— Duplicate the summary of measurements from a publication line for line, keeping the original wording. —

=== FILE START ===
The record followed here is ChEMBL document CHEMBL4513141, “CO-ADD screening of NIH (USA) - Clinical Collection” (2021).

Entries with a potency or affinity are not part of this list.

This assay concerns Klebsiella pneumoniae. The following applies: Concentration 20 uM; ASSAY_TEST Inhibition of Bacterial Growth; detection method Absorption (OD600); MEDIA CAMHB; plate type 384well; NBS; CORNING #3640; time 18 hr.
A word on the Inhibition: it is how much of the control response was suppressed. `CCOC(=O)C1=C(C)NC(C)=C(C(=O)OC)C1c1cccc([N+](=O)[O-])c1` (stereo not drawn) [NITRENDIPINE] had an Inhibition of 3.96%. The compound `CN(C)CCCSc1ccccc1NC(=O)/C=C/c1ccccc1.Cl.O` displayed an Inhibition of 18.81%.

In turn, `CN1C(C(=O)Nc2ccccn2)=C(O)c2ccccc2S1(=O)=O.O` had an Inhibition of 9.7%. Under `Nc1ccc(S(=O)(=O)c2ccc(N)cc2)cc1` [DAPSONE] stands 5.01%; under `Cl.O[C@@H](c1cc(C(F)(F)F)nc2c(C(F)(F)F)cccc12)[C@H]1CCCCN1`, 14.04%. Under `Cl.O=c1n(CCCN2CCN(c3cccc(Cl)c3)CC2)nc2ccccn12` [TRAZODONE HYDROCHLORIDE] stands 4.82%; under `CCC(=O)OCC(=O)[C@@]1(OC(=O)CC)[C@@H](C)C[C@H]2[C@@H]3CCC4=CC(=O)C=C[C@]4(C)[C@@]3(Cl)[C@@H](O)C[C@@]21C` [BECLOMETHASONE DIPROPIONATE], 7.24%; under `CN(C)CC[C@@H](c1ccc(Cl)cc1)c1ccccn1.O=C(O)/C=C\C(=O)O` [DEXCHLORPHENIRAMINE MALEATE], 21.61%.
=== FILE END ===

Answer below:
The record followed here is ChEMBL document CHEMBL4513141, “CO-ADD screening of NIH (USA) - Clinical Collection” (2021).

Entries with a potency or affinity are not part of this list.

This assay concerns Klebsiella pneumoniae. The following applies: Concentration 20 uM; ASSAY_TEST Inhibition of Bacterial Growth; detection method Absorption (OD600); MEDIA CAMHB; plate type 384well; NBS; CORNING #3640; time 18 hr.
A word on the Inhibition: it is how much of the control response was suppressed. `CCOC(=O)C1=C(C)NC(C)=C(C(=O)OC)C1c1cccc([N+](=O)[O-])c1` (stereo not drawn) [NITRENDIPINE] had an Inhibition of 3.96%. The compound `CN(C)CCCSc1ccccc1NC(=O)/C=C/c1ccccc1.Cl.O` displayed an Inhibition of 18.81%.

In turn, `CN1C(C(=O)Nc2ccccn2)=C(O)c2ccccc2S1(=O)=O.O` had an Inhibition of 9.7%. Under `Nc1ccc(S(=O)(=O)c2ccc(N)cc2)cc1` [DAPSONE] stands 5.01%; under `Cl.O[C@@H](c1cc(C(F)(F)F)nc2c(C(F)(F)F)cccc12)[C@H]1CCCCN1`, 14.04%. Under `Cl.O=c1n(CCCN2CCN(c3cccc(Cl)c3)CC2)nc2ccccn12` [TRAZODONE HYDROCHLORIDE] stands 4.82%; under `CCC(=O)OCC(=O)[C@@]1(OC(=O)CC)[C@@H](C)C[C@H]2[C@@H]3CCC4=CC(=O)C=C[C@]4(C)[C@@]3(Cl)[C@@H](O)C[C@@]21C` [BECLOMETHASONE DIPROPIONATE], 7.24%; under `CN(C)CC[C@@H](c1ccc(Cl)cc1)c1ccccn1.O=C(O)/C=C\C(=O)O` [DEXCHLORPHENIRAMINE MALEATE], 21.61%.